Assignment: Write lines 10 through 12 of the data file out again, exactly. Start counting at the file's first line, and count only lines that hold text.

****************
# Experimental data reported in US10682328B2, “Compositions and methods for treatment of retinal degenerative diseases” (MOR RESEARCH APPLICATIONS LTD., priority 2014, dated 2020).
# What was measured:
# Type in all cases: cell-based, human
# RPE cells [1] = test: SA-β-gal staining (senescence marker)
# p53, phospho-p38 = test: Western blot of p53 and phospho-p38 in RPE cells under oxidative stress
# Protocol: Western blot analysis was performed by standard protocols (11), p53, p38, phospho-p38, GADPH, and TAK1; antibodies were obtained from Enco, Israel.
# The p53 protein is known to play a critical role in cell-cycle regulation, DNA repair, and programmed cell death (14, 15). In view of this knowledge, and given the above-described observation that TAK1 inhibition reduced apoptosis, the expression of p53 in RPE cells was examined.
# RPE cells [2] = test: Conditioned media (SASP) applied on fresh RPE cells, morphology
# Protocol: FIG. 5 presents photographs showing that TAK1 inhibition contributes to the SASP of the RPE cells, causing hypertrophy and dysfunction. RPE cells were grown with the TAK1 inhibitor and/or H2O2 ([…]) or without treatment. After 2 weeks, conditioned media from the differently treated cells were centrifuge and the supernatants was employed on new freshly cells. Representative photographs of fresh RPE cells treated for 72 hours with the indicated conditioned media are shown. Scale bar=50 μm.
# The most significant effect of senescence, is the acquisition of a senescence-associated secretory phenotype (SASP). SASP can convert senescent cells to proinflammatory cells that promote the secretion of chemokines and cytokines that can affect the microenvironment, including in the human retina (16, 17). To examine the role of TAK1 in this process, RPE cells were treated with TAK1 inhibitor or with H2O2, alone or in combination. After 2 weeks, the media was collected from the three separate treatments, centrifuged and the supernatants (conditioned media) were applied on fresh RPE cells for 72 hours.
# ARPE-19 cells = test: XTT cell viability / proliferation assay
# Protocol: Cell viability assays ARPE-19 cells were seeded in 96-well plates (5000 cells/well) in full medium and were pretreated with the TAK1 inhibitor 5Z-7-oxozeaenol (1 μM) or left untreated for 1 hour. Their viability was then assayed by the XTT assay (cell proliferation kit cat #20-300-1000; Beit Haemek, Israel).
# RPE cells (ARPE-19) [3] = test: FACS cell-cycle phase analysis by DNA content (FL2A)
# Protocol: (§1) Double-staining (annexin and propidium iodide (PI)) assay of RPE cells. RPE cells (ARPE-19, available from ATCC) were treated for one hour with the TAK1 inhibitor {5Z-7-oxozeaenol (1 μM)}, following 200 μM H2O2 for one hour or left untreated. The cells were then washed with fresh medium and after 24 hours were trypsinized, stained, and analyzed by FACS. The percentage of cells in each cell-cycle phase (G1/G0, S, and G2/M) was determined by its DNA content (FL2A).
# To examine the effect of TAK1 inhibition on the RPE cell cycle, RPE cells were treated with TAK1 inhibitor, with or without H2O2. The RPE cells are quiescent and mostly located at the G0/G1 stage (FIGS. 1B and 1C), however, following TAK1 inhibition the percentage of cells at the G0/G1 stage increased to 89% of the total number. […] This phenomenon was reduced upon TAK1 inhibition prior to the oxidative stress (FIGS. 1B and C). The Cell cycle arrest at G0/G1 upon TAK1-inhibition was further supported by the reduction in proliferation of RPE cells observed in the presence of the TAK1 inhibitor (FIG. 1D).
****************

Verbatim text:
# The most significant effect of senescence, is the acquisition of a senescence-associated secretory phenotype (SASP). SASP can convert senescent cells to proinflammatory cells that promote the secretion of chemokines and cytokines that can affect the microenvironment, including in the human retina (16, 17). To examine the role of TAK1 in this process, RPE cells were treated with TAK1 inhibitor or with H2O2, alone or in combination. After 2 weeks, the media was collected from the three separate treatments, centrifuged and the supernatants (conditioned media) were applied on fresh RPE cells for 72 hours.
# ARPE-19 cells = test: XTT cell viability / proliferation assay
# Protocol: Cell viability assays ARPE-19 cells were seeded in 96-well plates (5000 cells/well) in full medium and were pretreated with the TAK1 inhibitor 5Z-7-oxozeaenol (1 μM) or left untreated for 1 hour. Their viability was then assayed by the XTT assay (cell proliferation kit cat #20-300-1000; Beit Haemek, Israel).